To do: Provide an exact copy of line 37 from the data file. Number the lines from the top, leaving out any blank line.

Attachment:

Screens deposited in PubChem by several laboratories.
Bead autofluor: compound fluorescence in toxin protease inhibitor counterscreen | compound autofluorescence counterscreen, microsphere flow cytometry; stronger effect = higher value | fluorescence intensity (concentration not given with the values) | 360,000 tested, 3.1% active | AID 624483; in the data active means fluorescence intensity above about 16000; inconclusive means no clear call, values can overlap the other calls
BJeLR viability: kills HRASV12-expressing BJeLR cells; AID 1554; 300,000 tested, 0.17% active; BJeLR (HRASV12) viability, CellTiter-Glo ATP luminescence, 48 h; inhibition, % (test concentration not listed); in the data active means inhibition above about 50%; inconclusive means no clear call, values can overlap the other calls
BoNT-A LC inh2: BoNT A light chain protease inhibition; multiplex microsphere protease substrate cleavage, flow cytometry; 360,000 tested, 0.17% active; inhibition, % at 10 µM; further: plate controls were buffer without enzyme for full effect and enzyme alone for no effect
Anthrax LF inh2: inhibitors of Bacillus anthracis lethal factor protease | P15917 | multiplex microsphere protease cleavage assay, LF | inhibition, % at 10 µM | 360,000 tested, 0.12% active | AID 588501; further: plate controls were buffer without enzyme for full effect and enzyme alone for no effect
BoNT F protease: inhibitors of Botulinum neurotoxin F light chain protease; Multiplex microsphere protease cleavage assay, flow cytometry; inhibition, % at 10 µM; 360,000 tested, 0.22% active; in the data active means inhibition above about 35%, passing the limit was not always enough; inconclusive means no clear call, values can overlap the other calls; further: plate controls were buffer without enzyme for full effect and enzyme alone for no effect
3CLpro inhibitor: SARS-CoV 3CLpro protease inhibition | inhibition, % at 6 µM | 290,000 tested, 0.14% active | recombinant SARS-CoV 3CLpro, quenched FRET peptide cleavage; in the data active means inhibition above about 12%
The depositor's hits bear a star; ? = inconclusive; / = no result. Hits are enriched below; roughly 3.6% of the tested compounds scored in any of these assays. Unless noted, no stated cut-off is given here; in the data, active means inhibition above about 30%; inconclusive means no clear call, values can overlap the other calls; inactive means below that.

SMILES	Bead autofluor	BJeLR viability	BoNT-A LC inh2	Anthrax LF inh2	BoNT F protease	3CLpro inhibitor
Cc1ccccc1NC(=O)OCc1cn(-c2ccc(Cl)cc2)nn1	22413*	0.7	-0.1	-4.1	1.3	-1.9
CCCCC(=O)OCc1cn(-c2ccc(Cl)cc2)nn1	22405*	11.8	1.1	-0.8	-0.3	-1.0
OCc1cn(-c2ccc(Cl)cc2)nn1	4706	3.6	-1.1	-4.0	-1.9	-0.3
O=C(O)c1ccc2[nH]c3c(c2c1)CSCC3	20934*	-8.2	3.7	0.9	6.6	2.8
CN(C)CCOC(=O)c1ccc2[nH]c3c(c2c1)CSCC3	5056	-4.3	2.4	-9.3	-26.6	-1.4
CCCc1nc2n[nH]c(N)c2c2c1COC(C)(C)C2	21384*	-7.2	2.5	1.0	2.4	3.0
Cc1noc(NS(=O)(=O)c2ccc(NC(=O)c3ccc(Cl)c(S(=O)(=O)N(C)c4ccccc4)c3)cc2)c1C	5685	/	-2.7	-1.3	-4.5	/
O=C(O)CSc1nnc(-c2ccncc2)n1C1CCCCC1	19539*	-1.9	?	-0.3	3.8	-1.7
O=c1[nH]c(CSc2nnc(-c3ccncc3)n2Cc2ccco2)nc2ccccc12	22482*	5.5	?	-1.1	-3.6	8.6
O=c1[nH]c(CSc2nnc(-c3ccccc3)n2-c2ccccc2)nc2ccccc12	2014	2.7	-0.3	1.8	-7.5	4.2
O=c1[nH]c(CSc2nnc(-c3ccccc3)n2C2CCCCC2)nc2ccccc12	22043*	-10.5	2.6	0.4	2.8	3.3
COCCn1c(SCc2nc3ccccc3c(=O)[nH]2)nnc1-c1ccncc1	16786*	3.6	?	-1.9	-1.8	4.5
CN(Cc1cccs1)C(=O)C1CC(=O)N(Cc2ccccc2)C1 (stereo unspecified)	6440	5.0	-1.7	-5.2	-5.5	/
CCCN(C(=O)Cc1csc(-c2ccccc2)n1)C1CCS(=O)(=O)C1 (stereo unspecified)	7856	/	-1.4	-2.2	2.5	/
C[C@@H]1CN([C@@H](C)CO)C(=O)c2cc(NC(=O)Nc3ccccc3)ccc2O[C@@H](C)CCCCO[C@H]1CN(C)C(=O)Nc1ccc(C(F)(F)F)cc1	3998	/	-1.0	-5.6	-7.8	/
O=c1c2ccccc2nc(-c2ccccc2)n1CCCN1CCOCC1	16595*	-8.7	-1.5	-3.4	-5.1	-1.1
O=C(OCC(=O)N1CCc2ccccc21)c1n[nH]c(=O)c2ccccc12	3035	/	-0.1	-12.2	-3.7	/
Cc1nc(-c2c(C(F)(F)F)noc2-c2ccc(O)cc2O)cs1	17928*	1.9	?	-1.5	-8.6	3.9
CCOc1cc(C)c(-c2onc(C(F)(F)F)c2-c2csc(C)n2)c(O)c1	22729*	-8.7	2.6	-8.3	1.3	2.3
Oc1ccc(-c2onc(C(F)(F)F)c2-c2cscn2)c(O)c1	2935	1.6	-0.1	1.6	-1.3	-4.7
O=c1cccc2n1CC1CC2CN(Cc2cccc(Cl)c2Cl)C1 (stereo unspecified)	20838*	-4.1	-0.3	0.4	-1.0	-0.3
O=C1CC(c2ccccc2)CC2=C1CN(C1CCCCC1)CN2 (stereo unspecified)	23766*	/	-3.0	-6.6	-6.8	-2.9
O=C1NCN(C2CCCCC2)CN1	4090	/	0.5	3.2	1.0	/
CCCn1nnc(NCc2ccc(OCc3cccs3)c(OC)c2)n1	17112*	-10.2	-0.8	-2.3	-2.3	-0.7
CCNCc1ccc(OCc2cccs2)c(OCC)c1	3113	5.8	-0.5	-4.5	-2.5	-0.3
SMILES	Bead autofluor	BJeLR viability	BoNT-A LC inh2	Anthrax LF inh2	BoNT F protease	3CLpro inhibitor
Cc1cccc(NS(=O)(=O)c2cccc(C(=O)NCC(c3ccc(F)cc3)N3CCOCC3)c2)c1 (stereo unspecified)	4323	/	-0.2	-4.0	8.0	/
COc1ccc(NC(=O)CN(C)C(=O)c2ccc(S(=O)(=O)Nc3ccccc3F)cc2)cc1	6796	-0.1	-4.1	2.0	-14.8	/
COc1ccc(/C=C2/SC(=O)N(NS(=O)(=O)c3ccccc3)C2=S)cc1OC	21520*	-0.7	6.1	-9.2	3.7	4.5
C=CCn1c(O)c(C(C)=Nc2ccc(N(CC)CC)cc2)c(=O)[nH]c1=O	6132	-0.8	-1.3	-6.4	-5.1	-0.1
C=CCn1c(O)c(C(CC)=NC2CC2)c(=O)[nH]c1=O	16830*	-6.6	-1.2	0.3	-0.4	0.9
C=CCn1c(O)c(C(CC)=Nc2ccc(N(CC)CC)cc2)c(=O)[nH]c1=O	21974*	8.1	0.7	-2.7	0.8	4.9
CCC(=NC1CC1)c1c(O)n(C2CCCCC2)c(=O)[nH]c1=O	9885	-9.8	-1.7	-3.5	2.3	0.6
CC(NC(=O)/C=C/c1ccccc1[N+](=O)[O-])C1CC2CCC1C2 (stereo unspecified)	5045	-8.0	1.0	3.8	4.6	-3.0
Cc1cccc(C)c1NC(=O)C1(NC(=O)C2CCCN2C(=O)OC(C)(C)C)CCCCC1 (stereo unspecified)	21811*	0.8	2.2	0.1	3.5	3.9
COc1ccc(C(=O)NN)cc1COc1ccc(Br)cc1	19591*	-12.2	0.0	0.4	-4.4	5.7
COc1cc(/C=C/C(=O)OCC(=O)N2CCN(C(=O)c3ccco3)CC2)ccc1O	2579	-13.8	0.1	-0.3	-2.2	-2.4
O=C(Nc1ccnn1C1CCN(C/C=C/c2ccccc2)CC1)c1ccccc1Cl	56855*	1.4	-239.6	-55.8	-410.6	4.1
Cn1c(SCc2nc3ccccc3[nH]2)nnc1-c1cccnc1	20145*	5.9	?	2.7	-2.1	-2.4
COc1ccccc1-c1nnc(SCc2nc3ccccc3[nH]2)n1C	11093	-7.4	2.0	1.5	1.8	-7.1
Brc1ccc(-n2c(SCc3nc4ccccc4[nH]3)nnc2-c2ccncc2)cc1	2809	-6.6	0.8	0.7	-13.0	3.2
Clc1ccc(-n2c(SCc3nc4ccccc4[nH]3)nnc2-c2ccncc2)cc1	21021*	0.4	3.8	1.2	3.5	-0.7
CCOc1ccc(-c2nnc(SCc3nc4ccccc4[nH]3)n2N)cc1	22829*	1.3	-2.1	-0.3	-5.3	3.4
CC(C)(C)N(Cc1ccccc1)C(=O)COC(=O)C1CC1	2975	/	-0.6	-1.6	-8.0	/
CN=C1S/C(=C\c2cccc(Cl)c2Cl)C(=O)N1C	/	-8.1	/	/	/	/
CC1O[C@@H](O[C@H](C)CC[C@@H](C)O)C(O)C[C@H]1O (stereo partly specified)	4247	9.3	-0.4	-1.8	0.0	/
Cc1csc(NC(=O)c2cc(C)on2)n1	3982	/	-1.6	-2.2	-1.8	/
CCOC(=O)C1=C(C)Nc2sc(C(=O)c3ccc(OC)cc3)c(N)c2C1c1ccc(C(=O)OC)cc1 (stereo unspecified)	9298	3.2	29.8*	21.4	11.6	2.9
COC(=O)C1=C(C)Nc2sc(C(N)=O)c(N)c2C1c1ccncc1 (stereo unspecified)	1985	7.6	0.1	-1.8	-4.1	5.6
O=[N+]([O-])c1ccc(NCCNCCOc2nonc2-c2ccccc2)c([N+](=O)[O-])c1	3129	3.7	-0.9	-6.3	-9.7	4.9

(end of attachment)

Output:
COc1ccc(NC(=O)CN(C)C(=O)c2ccc(S(=O)(=O)Nc3ccccc3F)cc2)cc1	6796	-0.1	-4.1	2.0	-14.8	/